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Tuesday, 6 September 2005

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Asia Pacific Network/Gulf News: 21 July 2005


Twenty years on, both the legacy of the US nuclear testing at Rongelap Atoll and the death of photographer Fernando Pereira in the Rainbow Warrior bombing evoke anger - as shown in the preliminary speeches by longtime campaigners Bunny McDiarmid and Martini Gotje, as well as by the author David Robie at the relaunch of Eyes of Fire.


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IN CHOOSING Waiheke Island for the relaunch of Eyes of Fire: The Last Voyage of the Rainbow Warrior, author and journalist David Robie was again showing the courage of his convictions.

Undoubtedly a larger and more high profile event could have been organised on the mainland. But Robie wanted to acknowledge the strong association the island has with Greenpeace in general, and the sinking of its flagship 20 years ago in particular, with many of the original crew still living on the island.

And of course they were at the Waiheke Community Art Gallery last Friday night as both old friends of the author as well as significant players in the book.

Eyes of Fire is the most authoritative of the various works published in the aftermath of that act of state terrorism and certainly deserving of all the publicity it can get.

Well before he joined the vessel as a freelance journalist, robie was one of this country's foremost authorities on South Pacific affairs (he is now associate professor of journalism at Auckland University of Technology's School of Communication Studies).

He was aboard to report on the vessel's mission - enroute to Auckland - of relocating more than 300 Marshall Islanders from their home on nuclear-contaminated Rongelap Atoll.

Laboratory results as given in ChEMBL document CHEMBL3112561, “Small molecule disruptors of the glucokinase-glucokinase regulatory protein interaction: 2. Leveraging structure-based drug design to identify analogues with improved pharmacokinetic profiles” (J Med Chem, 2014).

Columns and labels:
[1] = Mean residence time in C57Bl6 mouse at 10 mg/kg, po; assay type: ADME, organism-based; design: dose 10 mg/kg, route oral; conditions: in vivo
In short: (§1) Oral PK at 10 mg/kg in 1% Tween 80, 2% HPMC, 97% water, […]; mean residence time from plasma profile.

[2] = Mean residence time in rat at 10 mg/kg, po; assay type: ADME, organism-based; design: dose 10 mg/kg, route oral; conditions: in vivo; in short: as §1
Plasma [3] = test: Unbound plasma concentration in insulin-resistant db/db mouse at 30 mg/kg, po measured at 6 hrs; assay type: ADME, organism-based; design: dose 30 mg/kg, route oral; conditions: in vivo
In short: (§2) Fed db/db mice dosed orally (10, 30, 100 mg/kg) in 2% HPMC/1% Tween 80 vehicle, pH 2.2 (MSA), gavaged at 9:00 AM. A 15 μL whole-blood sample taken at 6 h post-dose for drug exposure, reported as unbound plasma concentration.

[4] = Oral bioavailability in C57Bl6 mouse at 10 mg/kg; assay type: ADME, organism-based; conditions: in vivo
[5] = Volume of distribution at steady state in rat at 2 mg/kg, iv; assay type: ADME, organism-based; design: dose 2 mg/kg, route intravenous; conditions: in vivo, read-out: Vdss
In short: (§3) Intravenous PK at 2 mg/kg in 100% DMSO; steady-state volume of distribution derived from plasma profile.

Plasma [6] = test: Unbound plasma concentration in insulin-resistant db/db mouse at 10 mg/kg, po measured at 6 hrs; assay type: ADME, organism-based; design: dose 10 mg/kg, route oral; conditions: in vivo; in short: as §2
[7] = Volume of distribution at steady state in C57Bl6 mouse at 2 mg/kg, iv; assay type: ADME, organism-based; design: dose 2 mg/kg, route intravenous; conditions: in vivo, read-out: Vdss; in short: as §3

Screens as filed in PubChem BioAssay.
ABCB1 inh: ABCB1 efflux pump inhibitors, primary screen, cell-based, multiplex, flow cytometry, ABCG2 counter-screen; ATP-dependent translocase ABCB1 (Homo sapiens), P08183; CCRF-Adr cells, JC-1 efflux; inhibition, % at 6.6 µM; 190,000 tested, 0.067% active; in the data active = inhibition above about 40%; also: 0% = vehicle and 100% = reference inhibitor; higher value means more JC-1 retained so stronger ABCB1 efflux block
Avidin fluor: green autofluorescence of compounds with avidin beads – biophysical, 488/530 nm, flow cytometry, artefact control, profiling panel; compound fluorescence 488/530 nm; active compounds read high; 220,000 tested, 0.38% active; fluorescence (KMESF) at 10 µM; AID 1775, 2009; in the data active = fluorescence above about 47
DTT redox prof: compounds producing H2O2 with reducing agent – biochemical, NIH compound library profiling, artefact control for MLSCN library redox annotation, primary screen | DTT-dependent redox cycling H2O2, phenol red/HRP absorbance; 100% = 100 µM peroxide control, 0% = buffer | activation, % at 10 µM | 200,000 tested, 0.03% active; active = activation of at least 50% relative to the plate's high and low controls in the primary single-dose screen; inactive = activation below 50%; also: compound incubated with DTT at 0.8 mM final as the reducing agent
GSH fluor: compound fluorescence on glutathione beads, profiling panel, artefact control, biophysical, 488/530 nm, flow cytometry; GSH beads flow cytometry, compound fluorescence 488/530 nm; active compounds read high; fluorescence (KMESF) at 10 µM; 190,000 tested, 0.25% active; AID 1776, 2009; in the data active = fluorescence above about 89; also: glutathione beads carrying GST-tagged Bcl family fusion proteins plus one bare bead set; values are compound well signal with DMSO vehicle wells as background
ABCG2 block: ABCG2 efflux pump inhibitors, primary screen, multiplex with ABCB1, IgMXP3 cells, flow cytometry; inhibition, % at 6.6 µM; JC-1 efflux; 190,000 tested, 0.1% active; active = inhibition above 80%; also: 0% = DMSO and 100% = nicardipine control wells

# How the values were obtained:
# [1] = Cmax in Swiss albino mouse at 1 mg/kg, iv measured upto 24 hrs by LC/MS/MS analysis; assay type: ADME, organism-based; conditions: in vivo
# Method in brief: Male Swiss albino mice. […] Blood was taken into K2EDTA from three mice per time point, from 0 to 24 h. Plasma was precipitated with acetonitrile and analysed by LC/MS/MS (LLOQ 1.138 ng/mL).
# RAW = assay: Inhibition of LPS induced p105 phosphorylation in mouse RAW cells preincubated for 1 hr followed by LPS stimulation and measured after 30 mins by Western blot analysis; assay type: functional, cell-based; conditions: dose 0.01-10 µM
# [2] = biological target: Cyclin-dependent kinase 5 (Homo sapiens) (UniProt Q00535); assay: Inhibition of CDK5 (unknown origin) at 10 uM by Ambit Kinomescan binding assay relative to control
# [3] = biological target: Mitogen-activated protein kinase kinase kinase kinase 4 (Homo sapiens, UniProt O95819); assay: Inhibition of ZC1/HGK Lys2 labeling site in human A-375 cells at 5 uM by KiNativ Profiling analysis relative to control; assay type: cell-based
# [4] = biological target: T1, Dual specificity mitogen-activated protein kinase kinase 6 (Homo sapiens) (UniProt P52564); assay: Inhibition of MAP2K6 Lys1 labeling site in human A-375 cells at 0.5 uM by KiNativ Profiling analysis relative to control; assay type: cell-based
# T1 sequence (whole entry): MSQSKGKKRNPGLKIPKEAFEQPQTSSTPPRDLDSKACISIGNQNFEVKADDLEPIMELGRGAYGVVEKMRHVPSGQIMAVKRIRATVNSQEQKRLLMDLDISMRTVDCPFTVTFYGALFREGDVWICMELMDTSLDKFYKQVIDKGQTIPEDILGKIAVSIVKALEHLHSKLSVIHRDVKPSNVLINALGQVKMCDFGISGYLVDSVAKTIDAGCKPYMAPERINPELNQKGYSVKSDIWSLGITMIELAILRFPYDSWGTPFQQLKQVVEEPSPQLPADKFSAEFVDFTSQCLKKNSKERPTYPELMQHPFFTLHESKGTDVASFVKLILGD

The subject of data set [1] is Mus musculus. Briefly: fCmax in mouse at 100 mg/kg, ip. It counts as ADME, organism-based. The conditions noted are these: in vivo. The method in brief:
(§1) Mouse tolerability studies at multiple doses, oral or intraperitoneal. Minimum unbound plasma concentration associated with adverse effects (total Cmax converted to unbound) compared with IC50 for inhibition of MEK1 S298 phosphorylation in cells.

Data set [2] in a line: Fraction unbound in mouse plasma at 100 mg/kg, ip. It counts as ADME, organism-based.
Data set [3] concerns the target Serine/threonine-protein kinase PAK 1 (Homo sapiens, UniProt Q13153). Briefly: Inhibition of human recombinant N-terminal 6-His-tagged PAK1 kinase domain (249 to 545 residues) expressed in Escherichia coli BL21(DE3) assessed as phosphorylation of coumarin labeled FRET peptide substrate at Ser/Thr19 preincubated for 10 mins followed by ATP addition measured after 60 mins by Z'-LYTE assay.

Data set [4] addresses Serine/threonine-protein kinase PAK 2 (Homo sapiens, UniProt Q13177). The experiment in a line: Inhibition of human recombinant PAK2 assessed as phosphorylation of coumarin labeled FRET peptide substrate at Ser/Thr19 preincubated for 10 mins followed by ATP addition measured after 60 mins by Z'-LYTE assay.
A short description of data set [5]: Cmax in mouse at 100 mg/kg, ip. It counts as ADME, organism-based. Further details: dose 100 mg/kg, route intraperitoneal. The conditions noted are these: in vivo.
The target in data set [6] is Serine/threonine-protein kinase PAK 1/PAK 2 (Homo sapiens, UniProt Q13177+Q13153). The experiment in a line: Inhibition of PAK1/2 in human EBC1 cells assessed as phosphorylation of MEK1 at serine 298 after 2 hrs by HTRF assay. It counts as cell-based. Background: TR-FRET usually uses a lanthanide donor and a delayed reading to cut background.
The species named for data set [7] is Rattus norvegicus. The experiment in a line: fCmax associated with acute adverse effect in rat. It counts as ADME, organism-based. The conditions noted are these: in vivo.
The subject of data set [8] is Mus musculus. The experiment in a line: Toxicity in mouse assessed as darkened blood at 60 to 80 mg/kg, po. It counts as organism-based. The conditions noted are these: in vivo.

That accomplishment, he pointed out, has tended to be overshadowed by the subsequent sinking of the Warrior and the death of photographer Fernando Pereira.

"The book was always meant to be about Rongelap, the islanders and the crew," he said. "When the bombing happened I felt I had a responsibility to keep the story going."

Writing about Pereira's death was one of the most "emotionally difficult" tasks he had even undertaken.

Twenty years on, both events still evoke anger - as evidenced in the preliminary speeches by longtime campaigners Bunny McDiarmid and Martini Gotje, as well as by the author himself.

Gotje reminded the audience of the utter indifference of first the United States and then France to the effect of radioactive fallout on the local communities they were contaminating with nuclear tests.
Between 1946 and 1962, said Robie, US tests in the Marshall Islands were the equivalent to 8600 Hiroshima-sized bombs.

"I found it quite traumatic and disturbing being involved in the relocation of people from Rongelap and the hardship that posed."

And it was with an ironic eye that he mentioned the recent bombings in London and the accompanying "historical revision" occurring in the political rhetoric from the West.

"Twenty years on I feel, politically, quite strongly about this, in this age of the war on terrorism, that Fernando was a victim of state terrorism."

* Eyes of Fire can be ordered in Australia and New Zealand from South Pacific Books Ltd: NZ$39.95
or in the Pacific from the USP Book Centre in Fiji:

Copyright © 2005 David Robie and Asia-Pacific Network. This document is for educational and research use. Please seek permission for publication.
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